What Book Lovers Lose If We Lose The NEA and NEH

This content contains affiliate links. When you buy through these links, we may earn an affiliate commission.

By now, it’s become accepted that budgets are moral documents. They make explicit the priorities of a given organization or, in the case of President Trump’s “America First: A Budget Blue-Print to Make America Great Again” (PDF), nation. Among other things, the president has proposed eliminating the National Endowment for the Arts (NEA), National Endowment for the Humanities, the Institute of Museum and Library Services (IMLS), and the Corporation for Public Broadcasting. Other folks are writing nuanced, thoughtful pieces on these proposed cuts as economic, budgetary, and social policy. I am not going to do that; I am sad and real d*mn mad.

In real ways, my personal and professional life has been shaped by public investment in the arts and humanities. As a kid, I loved watching Sesame Street and was the kind of nerdy child that really, really got into visiting NEH-supported Colonial Williamsburg (with my Felicity doll, naturally). I’ve spent most of my adult life in or around libraries and archives supported by the IMLS. As a graduate student, I depended on the amazing programs, resources, and grant funds available through both the NEH and NEA. Seriously, I couldn’t have written my dissertation without Chronicling America.

For decades, the NEA, NEH, IMLS, and CPB have supported the arts and humanities in the United States. When President Johnson created the NEA, he recognized that a nation must meet “not only the needs of the body and the demands of commerce but the desire for beauty and the hunger for community.” This might sound kind of familiar to anyone who has read Station Eleven, an NEA Big Read book. The group of actors adopt “survival is insufficient” as their motto.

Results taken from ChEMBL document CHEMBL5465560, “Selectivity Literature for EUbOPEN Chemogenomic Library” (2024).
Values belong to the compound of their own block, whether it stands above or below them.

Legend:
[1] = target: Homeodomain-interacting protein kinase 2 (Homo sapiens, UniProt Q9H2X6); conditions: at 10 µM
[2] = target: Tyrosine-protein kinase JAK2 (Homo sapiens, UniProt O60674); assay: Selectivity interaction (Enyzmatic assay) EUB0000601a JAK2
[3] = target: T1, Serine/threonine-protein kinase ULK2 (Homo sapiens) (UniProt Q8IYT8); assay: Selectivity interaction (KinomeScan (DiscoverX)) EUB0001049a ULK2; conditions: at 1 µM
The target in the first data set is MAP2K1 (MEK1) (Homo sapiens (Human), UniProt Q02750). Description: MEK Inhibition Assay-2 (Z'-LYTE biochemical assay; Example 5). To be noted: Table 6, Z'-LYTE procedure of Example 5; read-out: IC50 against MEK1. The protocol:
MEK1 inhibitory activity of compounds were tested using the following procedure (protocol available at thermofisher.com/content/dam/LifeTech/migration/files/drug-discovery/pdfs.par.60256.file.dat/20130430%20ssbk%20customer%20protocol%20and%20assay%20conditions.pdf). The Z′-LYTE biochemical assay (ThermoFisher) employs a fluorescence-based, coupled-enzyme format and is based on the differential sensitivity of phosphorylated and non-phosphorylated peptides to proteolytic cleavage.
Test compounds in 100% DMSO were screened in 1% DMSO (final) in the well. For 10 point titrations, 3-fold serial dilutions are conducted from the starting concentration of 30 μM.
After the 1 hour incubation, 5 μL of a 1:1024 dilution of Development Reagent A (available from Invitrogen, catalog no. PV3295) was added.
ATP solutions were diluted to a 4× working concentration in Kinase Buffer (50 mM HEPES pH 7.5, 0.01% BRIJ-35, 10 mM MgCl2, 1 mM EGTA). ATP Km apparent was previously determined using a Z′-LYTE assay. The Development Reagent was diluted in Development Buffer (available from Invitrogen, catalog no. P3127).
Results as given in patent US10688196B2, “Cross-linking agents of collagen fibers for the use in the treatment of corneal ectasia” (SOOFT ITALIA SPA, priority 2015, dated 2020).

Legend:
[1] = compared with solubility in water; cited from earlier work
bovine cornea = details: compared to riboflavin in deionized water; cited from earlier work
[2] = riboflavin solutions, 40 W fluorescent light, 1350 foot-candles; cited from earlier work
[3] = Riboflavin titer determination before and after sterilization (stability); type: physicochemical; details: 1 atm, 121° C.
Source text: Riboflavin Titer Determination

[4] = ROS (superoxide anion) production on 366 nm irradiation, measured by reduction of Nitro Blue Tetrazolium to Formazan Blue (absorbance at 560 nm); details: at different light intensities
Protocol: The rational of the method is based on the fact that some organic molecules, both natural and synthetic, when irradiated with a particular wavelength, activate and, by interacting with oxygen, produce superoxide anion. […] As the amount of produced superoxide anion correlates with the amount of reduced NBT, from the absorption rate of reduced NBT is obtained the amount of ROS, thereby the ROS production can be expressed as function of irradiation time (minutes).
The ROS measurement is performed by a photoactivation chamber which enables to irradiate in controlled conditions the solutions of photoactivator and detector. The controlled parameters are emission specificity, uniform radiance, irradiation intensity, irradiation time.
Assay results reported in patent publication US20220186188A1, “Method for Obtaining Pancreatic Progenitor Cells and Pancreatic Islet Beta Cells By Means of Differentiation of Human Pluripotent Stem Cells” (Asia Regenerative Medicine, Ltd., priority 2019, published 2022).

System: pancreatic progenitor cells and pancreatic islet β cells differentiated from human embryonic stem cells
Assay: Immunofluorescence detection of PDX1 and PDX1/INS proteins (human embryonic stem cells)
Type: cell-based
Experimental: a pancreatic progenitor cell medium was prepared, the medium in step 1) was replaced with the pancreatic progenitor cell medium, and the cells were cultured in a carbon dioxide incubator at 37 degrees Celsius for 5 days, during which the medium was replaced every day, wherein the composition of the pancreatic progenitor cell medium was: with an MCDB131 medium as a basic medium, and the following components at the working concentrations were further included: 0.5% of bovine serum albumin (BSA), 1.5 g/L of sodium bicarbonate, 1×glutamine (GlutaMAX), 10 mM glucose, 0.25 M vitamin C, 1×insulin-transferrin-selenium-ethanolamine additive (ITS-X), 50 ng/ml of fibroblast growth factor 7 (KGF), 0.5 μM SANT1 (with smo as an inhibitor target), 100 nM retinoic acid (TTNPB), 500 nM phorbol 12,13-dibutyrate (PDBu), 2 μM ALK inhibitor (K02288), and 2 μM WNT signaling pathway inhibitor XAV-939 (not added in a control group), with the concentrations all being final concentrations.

You don’t need me to write another post on the power of books and art. You read Book Riot, you get it. Instead, I wanted to share a list of a few of the programs that book-lovers everywhere should know will go away or shrink if these agencies cease to exist.

  • The National Book Festival, sponsored by the NEA and IMLS, is an annual literary event that brings together best-selling authors and thousands of book fans for author talks, panel discussions, book signings and other activities.
  • NEA’s Big Read Program broadens our understanding of our world, our communities, and ourselves through the joy of sharing a good book
  • Creative Writing Fellowships that support the production of prose and poetry to writers that enable recipients to set aside time for writing, research, travel, and general career advancement.
  • Open E-Books App contains thousands of popular and award-winning titles that are free for children from low-income households.
  • The Humanities Open Book Program is designed to make outstanding out-of-print humanities books available to a wide audience.